Aralia hispida (Bristly Sarsaparilla)
|Also known as:
|sun; dry sandy or rocky soil; open woods, rock outcrops, bluffs, rarely swamps
|June - July
|1 to 3 feet
|Wetland Indicator Status:
|MN county distribution (click map to enlarge):
|National distribution (click map to enlarge):
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Flower clusters are round, 1 to 1¼ inches across with up to 30, 1/8 inch flowers on ½-inch stalks all radiating from the same point (umbel). Up to 5 clusters diverge on separate, long naked stalks on branching stems in the upper plant and the top of the main stem. Flowers have 5 oblong greenish to creamy white petals, softly pointed at the tips and bend back and curl away from the base. In the center are 5 white stamens extended above the petals surrounding a single short style.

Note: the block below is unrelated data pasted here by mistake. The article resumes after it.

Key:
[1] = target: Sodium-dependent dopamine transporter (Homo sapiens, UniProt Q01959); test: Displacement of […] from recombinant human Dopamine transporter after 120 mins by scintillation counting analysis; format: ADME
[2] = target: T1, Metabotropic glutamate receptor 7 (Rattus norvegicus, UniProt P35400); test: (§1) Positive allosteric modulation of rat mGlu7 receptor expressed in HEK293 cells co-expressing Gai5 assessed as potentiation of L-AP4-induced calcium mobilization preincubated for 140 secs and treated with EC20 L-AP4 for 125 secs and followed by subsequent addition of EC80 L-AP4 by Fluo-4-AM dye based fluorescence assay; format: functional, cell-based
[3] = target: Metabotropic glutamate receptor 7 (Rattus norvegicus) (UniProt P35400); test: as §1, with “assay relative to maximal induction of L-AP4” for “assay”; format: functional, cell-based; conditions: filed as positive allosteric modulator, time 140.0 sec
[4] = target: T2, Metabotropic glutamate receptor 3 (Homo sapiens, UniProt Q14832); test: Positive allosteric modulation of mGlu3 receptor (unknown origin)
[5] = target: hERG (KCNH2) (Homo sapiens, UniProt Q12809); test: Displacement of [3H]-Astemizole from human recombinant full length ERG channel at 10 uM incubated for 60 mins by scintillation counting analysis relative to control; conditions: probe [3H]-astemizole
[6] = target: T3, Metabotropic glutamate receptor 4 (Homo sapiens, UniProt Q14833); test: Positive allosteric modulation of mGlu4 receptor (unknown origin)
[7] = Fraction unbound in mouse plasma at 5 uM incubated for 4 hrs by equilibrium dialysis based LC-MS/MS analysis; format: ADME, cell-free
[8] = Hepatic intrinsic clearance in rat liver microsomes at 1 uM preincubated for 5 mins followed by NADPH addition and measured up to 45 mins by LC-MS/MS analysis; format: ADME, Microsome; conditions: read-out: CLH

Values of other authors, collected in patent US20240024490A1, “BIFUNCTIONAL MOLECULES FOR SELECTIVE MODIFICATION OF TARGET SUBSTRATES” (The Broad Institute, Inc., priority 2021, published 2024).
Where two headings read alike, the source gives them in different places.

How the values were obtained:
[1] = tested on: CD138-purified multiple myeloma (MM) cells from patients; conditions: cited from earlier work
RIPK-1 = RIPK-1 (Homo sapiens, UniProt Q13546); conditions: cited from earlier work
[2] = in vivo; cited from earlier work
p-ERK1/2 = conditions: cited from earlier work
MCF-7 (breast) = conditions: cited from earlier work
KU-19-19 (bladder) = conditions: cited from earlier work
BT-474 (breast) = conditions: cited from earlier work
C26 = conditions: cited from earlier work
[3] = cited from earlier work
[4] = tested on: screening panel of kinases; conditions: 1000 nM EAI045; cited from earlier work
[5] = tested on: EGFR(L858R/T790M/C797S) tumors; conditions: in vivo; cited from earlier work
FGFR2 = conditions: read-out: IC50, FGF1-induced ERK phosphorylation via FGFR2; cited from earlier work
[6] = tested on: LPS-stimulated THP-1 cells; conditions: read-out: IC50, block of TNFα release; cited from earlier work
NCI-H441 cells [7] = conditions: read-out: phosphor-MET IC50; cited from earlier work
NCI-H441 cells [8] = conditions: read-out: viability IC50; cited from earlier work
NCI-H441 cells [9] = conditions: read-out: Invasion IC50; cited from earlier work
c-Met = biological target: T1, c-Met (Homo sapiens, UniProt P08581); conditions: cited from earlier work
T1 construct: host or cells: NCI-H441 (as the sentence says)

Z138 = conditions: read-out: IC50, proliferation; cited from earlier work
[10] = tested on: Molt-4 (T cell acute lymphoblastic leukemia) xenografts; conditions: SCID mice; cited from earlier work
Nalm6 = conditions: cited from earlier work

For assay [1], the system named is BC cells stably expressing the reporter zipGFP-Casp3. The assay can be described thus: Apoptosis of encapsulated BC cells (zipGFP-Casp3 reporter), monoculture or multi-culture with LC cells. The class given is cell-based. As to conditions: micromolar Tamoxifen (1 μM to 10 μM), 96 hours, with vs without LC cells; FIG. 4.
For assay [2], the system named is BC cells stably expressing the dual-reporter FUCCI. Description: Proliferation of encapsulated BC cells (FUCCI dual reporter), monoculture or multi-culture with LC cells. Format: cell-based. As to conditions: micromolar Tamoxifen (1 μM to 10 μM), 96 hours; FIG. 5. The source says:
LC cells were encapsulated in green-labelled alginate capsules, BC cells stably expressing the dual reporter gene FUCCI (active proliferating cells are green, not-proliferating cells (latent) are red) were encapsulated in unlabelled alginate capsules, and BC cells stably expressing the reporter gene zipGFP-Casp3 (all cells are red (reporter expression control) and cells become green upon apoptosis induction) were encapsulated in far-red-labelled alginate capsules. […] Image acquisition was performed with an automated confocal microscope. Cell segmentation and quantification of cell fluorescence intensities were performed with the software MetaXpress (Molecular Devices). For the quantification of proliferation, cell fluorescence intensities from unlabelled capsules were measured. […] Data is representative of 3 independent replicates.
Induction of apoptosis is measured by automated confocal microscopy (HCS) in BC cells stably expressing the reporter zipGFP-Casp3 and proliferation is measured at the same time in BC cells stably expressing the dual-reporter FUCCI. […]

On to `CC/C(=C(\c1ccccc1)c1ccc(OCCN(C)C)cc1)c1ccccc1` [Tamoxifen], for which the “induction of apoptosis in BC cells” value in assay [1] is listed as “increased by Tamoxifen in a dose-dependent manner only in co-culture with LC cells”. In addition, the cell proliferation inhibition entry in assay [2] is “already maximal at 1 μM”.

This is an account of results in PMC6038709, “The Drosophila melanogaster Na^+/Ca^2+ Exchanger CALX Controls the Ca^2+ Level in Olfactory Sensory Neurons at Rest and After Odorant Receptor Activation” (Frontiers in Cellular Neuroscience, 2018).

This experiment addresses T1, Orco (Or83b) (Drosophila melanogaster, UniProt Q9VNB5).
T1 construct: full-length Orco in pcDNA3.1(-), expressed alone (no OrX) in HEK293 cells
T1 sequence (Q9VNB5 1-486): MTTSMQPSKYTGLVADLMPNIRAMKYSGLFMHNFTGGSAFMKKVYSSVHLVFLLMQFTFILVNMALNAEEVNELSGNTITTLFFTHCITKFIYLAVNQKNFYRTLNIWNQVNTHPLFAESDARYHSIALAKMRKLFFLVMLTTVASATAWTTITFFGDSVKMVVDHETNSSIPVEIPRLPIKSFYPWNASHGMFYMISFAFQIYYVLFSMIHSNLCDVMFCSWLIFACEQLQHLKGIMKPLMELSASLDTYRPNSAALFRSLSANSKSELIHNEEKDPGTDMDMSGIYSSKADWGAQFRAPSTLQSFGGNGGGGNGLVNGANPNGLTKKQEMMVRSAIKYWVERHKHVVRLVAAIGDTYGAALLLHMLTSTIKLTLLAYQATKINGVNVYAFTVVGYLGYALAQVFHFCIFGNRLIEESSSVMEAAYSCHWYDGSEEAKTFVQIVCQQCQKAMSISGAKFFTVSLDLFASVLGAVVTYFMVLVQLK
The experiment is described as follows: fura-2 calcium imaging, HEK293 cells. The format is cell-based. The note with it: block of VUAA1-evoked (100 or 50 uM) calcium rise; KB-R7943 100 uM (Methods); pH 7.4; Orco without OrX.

Leaves and stems:
Leaves are few, mostly near the base of the plant, twice compound, the leaflets oblong to lance elliptic, up to 3¼ inches long, tapered to a point, edges sharply toothed, the upper surface shiny, lower surface with fine short hairs along the veins.
Stems are stout with long sharp bristles, becoming smooth and slender in the upper plant, and typically red colored. The lower 2 to 8 inches are woody and persistent through the winter, the rest dying back in fall and resprouting in spring.
Aralia hispida is highly drought tolerant and fairly common along Lake Superior's rocky cliffs and similar habitats in the BWCA. Oddly it is occasionally found in very wet swamps on raised rotting wood hummocks but only when adequate sunlight is present. This high light requirement makes it adaptive to recent forest openings from fire or disturbance but it quickly disappears once the forest canopy closes over. A. hispida is the only Aralia species in Minnesota that develops a woody lower stem, technically making it a shrub.
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Photos by K. Chayka taken at Split Rock Lighthouse State Park, Lake County. Photos courtesy Peter M. Dziuk taken in Lake County.
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